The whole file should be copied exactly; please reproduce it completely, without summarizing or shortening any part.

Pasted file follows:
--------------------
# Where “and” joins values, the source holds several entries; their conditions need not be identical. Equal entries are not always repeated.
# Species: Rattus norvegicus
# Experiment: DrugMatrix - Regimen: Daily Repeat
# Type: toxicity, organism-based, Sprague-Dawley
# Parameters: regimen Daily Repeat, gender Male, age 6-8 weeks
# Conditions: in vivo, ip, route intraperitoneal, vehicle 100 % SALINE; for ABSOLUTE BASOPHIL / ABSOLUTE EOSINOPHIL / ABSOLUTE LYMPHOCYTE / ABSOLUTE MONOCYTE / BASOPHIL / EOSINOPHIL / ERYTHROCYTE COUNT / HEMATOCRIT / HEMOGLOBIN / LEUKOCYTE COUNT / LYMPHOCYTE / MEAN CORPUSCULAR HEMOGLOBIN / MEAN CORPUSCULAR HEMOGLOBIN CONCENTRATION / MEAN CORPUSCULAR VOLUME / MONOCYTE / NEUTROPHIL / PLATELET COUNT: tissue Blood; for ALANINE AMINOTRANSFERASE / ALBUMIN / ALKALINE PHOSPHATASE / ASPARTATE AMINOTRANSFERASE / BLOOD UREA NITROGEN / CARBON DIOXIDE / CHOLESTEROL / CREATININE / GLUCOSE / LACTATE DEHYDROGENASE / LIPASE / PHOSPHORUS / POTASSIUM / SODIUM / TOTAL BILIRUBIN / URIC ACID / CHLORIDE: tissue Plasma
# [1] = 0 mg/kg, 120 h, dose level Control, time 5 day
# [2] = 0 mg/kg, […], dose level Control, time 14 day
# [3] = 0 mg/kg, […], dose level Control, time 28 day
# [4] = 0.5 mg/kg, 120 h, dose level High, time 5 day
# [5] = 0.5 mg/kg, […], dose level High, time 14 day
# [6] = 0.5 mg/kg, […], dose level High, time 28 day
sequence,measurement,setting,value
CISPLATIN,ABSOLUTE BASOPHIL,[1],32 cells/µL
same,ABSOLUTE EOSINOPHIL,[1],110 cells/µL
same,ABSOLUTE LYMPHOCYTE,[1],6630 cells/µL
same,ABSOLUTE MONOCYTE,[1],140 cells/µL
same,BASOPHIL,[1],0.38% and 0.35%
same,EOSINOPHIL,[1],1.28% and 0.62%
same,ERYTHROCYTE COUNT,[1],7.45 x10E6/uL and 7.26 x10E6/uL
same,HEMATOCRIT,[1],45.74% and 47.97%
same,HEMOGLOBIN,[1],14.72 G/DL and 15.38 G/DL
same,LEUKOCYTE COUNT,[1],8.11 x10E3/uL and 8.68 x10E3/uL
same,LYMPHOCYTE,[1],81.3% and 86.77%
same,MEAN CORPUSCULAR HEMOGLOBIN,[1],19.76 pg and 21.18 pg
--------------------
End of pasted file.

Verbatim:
# Where “and” joins values, the source holds several entries; their conditions need not be identical. Equal entries are not always repeated.
# Species: Rattus norvegicus
# Experiment: DrugMatrix - Regimen: Daily Repeat
# Type: toxicity, organism-based, Sprague-Dawley
# Parameters: regimen Daily Repeat, gender Male, age 6-8 weeks
# Conditions: in vivo, ip, route intraperitoneal, vehicle 100 % SALINE; for ABSOLUTE BASOPHIL / ABSOLUTE EOSINOPHIL / ABSOLUTE LYMPHOCYTE / ABSOLUTE MONOCYTE / BASOPHIL / EOSINOPHIL / ERYTHROCYTE COUNT / HEMATOCRIT / HEMOGLOBIN / LEUKOCYTE COUNT / LYMPHOCYTE / MEAN CORPUSCULAR HEMOGLOBIN / MEAN CORPUSCULAR HEMOGLOBIN CONCENTRATION / MEAN CORPUSCULAR VOLUME / MONOCYTE / NEUTROPHIL / PLATELET COUNT: tissue Blood; for ALANINE AMINOTRANSFERASE / ALBUMIN / ALKALINE PHOSPHATASE / ASPARTATE AMINOTRANSFERASE / BLOOD UREA NITROGEN / CARBON DIOXIDE / CHOLESTEROL / CREATININE / GLUCOSE / LACTATE DEHYDROGENASE / LIPASE / PHOSPHORUS / POTASSIUM / SODIUM / TOTAL BILIRUBIN / URIC ACID / CHLORIDE: tissue Plasma
# [1] = 0 mg/kg, 120 h, dose level Control, time 5 day
# [2] = 0 mg/kg, […], dose level Control, time 14 day
# [3] = 0 mg/kg, […], dose level Control, time 28 day
# [4] = 0.5 mg/kg, 120 h, dose level High, time 5 day
# [5] = 0.5 mg/kg, […], dose level High, time 14 day
# [6] = 0.5 mg/kg, […], dose level High, time 28 day
sequence,measurement,setting,value
CISPLATIN,ABSOLUTE BASOPHIL,[1],32 cells/µL
same,ABSOLUTE EOSINOPHIL,[1],110 cells/µL
same,ABSOLUTE LYMPHOCYTE,[1],6630 cells/µL
same,ABSOLUTE MONOCYTE,[1],140 cells/µL
same,BASOPHIL,[1],0.38% and 0.35%
same,EOSINOPHIL,[1],1.28% and 0.62%
same,ERYTHROCYTE COUNT,[1],7.45 x10E6/uL and 7.26 x10E6/uL
same,HEMATOCRIT,[1],45.74% and 47.97%
same,HEMOGLOBIN,[1],14.72 G/DL and 15.38 G/DL
same,LEUKOCYTE COUNT,[1],8.11 x10E3/uL and 8.68 x10E3/uL
same,LYMPHOCYTE,[1],81.3% and 86.77%
same,MEAN CORPUSCULAR HEMOGLOBIN,[1],19.76 pg and 21.18 pg